Some of a city’s ever-changing aesthetic details are the overlapping shingles of fliers that coat its telephone poles and coffee shop bulletin boards. The names, colors, and dates change, but they’re always there, serving as old-fashioned advertisements or cheap avenues for artistic experimentation. When he was putting on all-ages rock shows at MassArt, John Boilard noticed that several posters he designed were disappearing almost as fast as he put them up around campus. People were snatching up his hand-printed posters as collectibles.
“I used to have to put tags on the bottom of posters,’’ he says. “They’d say, ‘Please don’t remove this poster until the day of the show because the bands will appreciate if this poster can do its job and advertises for the show. If you like the band, you’ll leave this up.’ I hoped it didn’t seem pretentious or anything.’’
Not all fliers are created equal. They’re not all wrinkled, photocopied handbills. Many bands do without them altogether nowadays, thanks to countless ways to get out the word about shows through social media. But Boilard, who graduated last year and now works as a Web designer, is part of a long tradition of hard-working printmakers who always seem to go a few extra miles. At a show he’s heading up at Lincoln Arts Project, or LAP, in Waltham titled “The National Poster Retrospecticus,’’ he looks to celebrate a wide swath of the current poster-designing community.
The show, which opened last week and celebrates with an opening reception Friday evening (complete with live screen-printing), spreads across the room like the best curated bulletin board ever. It showcases names from all over - from Minneapolis crew Aesthetic Apparatus to Brooklyn duo Two Arms and Massachusetts-based Dan McCarthy. Posters are pinned up to the wall right up against each other, so bleeding borders of sherbet orange ink hover near crisp black edges and cloudy coats of spray paint. It’s a careful clutter that highlights the emulsion-splattered kitchen sink approach that has made Boilard’s events so fresh since he started throwing shows while growing up in Palmer.
“It was a lot like booking bands,’’ he says about getting the work together for the collection. “You just ask your favorite bands to play and, pretty often, they will.’’
Granted, nothing Boilard ever did was really “just like booking bands.’’ He created a venue with legendary status in underground circles when he spent most of his high school years booking touring bands and local groups in a wood shed (“The Shed’’) behind his house. That kick-started his flier making. “I would drop the money on anything,’’ he says. “I’d think, ‘This flier needs transparencies that stick onto it and cost a dollar extra apiece!’ It didn’t make a whole lot of sense, but I was into trying that sort of thing.’’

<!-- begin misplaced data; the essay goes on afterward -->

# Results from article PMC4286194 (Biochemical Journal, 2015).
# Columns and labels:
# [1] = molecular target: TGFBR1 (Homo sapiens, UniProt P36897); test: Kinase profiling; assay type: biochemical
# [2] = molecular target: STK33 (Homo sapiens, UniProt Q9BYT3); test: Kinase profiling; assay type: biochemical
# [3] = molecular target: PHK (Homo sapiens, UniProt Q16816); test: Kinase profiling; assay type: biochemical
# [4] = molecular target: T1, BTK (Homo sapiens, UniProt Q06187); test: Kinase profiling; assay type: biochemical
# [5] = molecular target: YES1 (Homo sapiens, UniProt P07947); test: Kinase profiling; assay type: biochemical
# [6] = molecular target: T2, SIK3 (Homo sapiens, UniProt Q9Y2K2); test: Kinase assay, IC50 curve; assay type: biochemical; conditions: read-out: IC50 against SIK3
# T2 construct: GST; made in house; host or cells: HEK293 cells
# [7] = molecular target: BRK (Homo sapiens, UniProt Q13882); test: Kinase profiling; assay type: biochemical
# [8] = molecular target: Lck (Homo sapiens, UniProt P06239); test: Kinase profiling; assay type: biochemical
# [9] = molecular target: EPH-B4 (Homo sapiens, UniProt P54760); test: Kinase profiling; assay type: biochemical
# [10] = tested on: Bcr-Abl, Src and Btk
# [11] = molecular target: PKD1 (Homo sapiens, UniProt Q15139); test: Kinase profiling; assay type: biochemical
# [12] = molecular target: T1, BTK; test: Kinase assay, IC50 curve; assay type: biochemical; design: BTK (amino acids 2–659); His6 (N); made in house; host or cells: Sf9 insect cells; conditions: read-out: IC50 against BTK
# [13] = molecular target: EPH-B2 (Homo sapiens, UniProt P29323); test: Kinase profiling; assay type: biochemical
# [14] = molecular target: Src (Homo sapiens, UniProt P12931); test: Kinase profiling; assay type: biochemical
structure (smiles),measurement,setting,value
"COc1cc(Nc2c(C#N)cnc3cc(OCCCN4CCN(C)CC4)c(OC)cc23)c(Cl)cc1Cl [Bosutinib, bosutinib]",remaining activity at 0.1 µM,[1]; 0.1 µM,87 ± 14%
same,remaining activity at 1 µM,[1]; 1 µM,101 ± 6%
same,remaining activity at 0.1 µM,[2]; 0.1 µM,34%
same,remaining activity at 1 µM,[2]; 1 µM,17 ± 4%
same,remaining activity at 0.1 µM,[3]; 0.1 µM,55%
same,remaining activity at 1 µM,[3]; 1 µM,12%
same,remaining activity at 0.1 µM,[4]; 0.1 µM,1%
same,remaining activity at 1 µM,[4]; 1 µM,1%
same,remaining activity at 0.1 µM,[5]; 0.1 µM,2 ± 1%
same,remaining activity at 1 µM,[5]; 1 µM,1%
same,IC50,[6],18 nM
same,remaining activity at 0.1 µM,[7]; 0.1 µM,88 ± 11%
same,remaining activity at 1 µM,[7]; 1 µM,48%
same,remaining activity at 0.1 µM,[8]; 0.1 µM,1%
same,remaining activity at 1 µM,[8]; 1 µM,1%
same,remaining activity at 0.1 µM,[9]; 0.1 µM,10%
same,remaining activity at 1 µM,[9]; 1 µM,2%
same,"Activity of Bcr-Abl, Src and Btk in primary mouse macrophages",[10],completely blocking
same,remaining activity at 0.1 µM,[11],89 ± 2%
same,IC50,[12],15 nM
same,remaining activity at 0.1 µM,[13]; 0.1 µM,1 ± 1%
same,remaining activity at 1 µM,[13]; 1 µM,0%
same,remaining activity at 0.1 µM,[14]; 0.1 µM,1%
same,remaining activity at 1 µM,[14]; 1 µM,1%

Boilard found kindred spirits in Pat Falco and Elliott Anderson, who’ve run the LAP gallery for a little over a year. They had been working for an artist who ran the building and spotted an empty room in the front last year and decided to use the space for a show for some friends. “We had probably 20 people show up and we knew all of them, but we thought it was awesome,’’ says Falco.
“I think that’s why I related to what these guys were doing,’’ says Boilard. “They just went for it.’’ At a type design show that opened at the LAP last fall, the idea was hatched that a few works that hadn’t fit with that show might make a great start for a poster show if Boilard was interested. By the next morning, he’d e-mailed 40 artists about it.
The guidelines were simple: Everything must be handmade (nothing that rolled out of a computer printer or Xerox machine) and everything must be related to an event. That meant plenty of show posters for bands like Wilco, Sonic Youth, Pete Yorn, and Odd Future. “We were open to anything else though,’’ says Boilard. “Anything from Wiffle ball tournaments to yard sales.’’
The results are gorgeous. There’s plenty of punk rock and pop art smarm - depraved-looking zombie characters, tight comic book half-tone dots - but there’s also an incredible amount of precision in the work, whether in neatly arranged state maps or kaleidoscopic patterns of overlaid colors. There are even prints from Nashville’s storied Hatch Show Print, a letterpress shop famous for vaudeville designs and Hank Williams and Johnny Cash posters.
The connecting thread is the time that went into everything, in the posters themselves and the moments in time they represent.
“All these events have affected all these different people who’ve had great times at them,’’ says Boilard. “And there might be these fliers in people’s living rooms and bedrooms. You don’t know. That was kind of cool to me.’’Matt Parish can be reached at firstname.lastname@example.org.